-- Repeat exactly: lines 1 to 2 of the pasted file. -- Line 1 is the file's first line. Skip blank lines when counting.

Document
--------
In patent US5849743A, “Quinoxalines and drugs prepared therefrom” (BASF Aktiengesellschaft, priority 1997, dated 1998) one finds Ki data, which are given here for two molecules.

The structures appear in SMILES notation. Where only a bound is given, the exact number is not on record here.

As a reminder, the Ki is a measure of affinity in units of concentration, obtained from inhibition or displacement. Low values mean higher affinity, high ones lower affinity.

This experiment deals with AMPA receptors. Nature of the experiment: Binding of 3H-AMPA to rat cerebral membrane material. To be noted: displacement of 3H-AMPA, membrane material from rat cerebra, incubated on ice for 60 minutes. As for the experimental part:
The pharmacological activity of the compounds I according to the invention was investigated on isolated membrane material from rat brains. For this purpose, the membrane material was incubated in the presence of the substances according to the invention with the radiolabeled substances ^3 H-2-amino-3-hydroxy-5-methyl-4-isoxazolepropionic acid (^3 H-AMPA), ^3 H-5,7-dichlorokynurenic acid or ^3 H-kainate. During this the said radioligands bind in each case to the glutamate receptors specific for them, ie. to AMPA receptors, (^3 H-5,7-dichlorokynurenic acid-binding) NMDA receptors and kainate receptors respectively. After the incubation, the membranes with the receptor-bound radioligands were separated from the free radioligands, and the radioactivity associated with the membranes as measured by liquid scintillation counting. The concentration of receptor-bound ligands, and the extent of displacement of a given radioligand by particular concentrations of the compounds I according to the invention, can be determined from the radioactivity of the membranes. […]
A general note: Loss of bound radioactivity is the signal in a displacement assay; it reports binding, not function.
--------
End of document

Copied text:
In patent US5849743A, “Quinoxalines and drugs prepared therefrom” (BASF Aktiengesellschaft, priority 1997, dated 1998) one finds Ki data, which are given here for two molecules.

The structures appear in SMILES notation. Where only a bound is given, the exact number is not on record here.